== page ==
Market: Despite the end of easy money, the stock market remains an important step for tech companies

(BFM Bourse) – Inflationary pressures and rising interest rates are complicating the emergence of future “tech” nuggets. Despite less favorable financing conditions, going public remains an essential step in the life of these companies.

A new stage in their rapid growth as much as a test, the IPO remains the focus of European “tech” companies, despite demanding investors and a hectic first half on the markets.

There is “a real phenomenon of a technology renewed and conquering European Union, financed more and more via the financial markets”, explains Franck Sebag, partner of the consulting firm EY. Street.

But the potential is there. According to the latest “Titans of Tech” report by specialist firm GP Bullhound, after years of unbridled growth, the “tech” sector of the Old Continent had 283 unicorns (companies valued at more than a billion dollars) in 2021, including some already listed.

For the boss of Euronext, a pan-European stock market operator, Stéphane Boujnah, the sector has “sufficiently strong growth prospects to go public in several companies”.

His group launched in early July a technology index bringing together more than a hundred companies, “Euronext Tech Leaders”, in order to give investors more clarity.

93% drop in unicorn prices in Europe

After record figures in 2021, the number of listings in Europe made by unicorns fell by 93% in the first half of 2022 year on year, from 54 to 4, according to the firm EY. It must be said “that 80% of listed companies are now below their original price” over the past three years, notes Franck Sebag. And the fate reserved for IPOs is variable.

The French music streaming platform Deezer, for example, has lost more than half of its value since its arrival on the Parisian coast in early July.

On the other hand, the French data host OVHcloud (defender of the development of a European market able to compete with American and Asian players) resisted. Valued at more than 3.5 billion euros when it entered the market in the fall of 2021, the company was worth just over 2.9 billion at the end of July 2022.

Despite the upheavals, the fact that many “tech” companies have gone public in recent years is “an excellent signal”, which shows that our sector is “gaining in maturity”, considers Yann Leca, financial director of the unicorn OVHcloud.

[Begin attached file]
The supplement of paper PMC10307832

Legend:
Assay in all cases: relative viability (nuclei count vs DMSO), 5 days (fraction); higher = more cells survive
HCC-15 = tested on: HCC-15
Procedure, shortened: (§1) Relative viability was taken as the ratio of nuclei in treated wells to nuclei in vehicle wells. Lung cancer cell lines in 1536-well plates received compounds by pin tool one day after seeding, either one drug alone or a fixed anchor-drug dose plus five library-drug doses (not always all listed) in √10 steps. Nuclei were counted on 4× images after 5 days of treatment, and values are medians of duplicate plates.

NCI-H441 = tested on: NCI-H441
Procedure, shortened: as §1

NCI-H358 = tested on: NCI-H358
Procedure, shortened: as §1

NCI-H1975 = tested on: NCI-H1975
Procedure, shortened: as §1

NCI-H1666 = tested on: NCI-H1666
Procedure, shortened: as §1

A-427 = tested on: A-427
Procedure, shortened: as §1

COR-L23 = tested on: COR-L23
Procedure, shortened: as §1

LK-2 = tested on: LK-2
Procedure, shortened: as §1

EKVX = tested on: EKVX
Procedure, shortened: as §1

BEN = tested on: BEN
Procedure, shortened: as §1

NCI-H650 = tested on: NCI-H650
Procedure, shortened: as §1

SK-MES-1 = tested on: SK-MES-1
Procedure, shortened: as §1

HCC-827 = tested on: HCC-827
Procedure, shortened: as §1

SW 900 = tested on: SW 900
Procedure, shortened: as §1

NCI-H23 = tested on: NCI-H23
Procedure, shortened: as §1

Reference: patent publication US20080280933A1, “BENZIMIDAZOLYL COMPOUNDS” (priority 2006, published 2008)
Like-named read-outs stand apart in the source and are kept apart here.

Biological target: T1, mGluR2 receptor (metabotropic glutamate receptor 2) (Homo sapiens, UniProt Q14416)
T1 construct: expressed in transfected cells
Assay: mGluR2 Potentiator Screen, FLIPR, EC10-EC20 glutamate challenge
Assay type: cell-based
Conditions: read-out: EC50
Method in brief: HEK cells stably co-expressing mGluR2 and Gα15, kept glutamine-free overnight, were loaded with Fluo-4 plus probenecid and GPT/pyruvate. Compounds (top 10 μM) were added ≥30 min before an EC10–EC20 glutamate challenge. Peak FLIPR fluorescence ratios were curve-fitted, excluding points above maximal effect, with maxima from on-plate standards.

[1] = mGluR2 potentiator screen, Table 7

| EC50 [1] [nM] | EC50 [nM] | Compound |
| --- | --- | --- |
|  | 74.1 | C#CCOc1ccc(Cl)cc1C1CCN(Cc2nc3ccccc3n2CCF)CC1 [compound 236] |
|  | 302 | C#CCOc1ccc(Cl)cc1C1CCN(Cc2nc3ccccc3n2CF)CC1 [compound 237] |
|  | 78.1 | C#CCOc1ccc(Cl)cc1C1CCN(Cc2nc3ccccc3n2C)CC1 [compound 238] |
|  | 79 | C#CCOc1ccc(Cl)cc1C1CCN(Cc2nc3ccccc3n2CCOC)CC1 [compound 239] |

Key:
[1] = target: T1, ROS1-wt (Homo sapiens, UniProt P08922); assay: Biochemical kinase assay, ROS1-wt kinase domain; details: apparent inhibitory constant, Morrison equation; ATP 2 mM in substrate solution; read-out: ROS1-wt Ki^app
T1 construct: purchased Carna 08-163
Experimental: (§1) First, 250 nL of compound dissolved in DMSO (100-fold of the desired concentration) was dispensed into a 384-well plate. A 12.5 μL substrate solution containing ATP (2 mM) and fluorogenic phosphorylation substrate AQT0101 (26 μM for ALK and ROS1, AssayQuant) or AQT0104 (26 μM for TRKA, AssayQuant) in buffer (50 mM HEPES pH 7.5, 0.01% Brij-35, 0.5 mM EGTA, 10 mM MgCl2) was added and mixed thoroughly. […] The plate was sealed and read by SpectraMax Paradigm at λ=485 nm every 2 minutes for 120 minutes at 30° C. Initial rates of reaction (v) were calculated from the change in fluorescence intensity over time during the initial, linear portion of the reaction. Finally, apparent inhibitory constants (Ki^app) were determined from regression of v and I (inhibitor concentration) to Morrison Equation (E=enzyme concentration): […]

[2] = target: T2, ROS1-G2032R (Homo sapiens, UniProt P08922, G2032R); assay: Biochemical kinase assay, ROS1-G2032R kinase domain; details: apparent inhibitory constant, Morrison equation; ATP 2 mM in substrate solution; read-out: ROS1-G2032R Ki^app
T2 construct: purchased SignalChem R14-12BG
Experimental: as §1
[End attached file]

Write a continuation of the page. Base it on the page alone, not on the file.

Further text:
“It is indeed the sector of technology which tomorrow will irrigate the Stock Exchange”, assures Franck Sebag while Stéphane Boujnah believes that despite the circumstances, “it is this sector which will continue to produce the most growth”.

“The strongest will hold and the others will not”

So why this reluctance of the markets? “The” tech “companies have benefited for several years from massive influxes of capital”, recalls Maximilien Monot, portfolio manager of Monocle AM ​​and this period of “easy money”, seems to be over.

The crisis that stock prices are going through due to the particularly deteriorated macroeconomic context “brings us into a new Darwinian cycle where the strongest will hold on and the others will not”, sometimes due to a lack of ability to hold their objectives once they enter the stock market, develops-t -he.

“I am not worried about the results of these companies, which often have good growth but more of their very high stock market valuation levels” and out of step with their activities, underlines Mr. Monot.

Adyen, the Dutch specialist in online payments which went public in 2018, posted an annual profit in 2021 of 470 million euros while its valuation, the largest of European companies, currently exceeds 55 billion euros. euros, a gap far too large according to the Monocle analyst.

“Investors will be very selective in choosing companies” from now on, underlined during a meeting with the press in early July Jacques-Aurélien Marcireau, in charge of technological investment at Edmond de Rothschild AM.

“If you are a somewhat ambitious European company with real leadership, now is your time,” he said, considering that in these eyes “the entrepreneurs of the technology Europeans have never lived on free money and are culturally more seasoned with the current environment” than their American counterparts.

(With AFP)

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